The Association of Local Distributors of Gas (ALDG) ushered in the month of June with the maiden edition of its webinar series. Themed; The Decade of Gas- Unlocking Opportunities in The Domestic Gas Market, the webinar brought together key stakeholders in the industry for an enlightening session.
The lineup of speakers included Engr. Yusuf Usman, COO, Gas & Power, NNPC, Audrey Joe-Ezigbo, Deputy Managing Director, Falcon Corporation, Olakunle Williams, CEO, QSL Gas & Power Ltd and Sumeet Singh, Director, Sales & Strategy, Powergas Africa Limited. The session was moderated by Olu Verheijen, Founder & MD, Latimer Energy.
In his opening remarks, Engr. Yusuf Usman called for the creation of a Decade of Gas Masterplan to complement the declaration of the decade of gas. This ten-year development plan will establish key timelines, define an appropriate investment strategy and make provision for infrastructural development Ultimately, it will ensure that the progress and success of the decade of gas can be measured. He also noted the importance of passing the Petroleum Industry Bill (PIB) this year to provide the progressive regulation needed to attract investment in the gas sector.
Sharing insights from an investor’s perspective, Audrey Joe-Ezigbo called on stakeholders to envision the end; a nation that is fully industrialized, with in-country value addition and thriving gas-based industrialization. With this goal in mind, public and private players in the sector should then take actionable steps to achieve it. She acknowledged the progress achieved in policy development and sector-wide consultation under the current administration while calling for more decisive action that gives the industry traction as investors continue to navigate the challenges of multiple regulatory interfaces and the sanctity of contracts.
Anchoring his thoughts on energy security, Olakunle Williams acknowledged that there is a lot of work to be done to achieve the 180,000 megawatts required for the provision of secure, consistent and sustainable energy generation in Nigeria. He called for an increase in gas utilization and production to support gas-based industrialization and match growing energy needs for a population that is estimated to reach 400 million by 2050. To achieve this, he stressed the need to domesticate and localize infrastructural development and financing.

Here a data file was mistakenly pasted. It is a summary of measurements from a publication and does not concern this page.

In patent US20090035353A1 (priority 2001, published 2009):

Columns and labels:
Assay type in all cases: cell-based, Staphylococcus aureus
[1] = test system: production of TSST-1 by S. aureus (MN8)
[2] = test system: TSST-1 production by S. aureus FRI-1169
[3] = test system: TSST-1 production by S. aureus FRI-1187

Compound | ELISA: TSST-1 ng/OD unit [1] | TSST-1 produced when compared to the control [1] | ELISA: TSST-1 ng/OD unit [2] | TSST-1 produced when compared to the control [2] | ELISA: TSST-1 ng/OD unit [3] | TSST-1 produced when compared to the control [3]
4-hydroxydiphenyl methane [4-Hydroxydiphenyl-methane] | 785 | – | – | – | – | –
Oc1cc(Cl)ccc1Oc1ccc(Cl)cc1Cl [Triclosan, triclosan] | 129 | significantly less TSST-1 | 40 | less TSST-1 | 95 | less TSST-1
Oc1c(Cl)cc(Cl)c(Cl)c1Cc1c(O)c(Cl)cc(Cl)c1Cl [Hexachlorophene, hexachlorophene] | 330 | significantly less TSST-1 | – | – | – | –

Sumeet Singh while sharing the journey of building a Compressed Natural Gas (CNG) business in Nigeria, noted the importance of providing infrastructure that links different parts of the country. He revealed that their business model of trucking gas by utilizing virtual pipelines was conceived because they needed to move gas from points of availability to points of demand in the absence of infrastructure. He stressed that the country is hungry for energy from the common man to the largest factories, providing a gap that stakeholders call fill profitably.
Olu Verheijen in closing the session noted that the amount of resources we have isn’t what’s important rather it is what we do with it. She reiterated the cited examples of Trinidad & Tobago and Australia who are powering economic growth and industrialization with fewer resources. She called for a focus on creating a friendly investment climate, passing progressive regulation quickly and supporting local production as these are actionable steps within the reach of relevant actors in the public and private sector.
Thanking the speakers and the moderator for an enlightening session, the Executive Secretary of the ALDG, Oga Adejo-Ogiri stressed that the webinar was just the first in a series of conversations on topical issues in the Nigerian gas industry. He also expressed the commitment of the association in partnering with the government and other key stakeholders towards making the decade of gas a reality.
Recently inaugurated in 2020, The Association of Local Distributors of Gas (ALDG) promotes the interests of stakeholders in the Natural Gas Value distribution chain.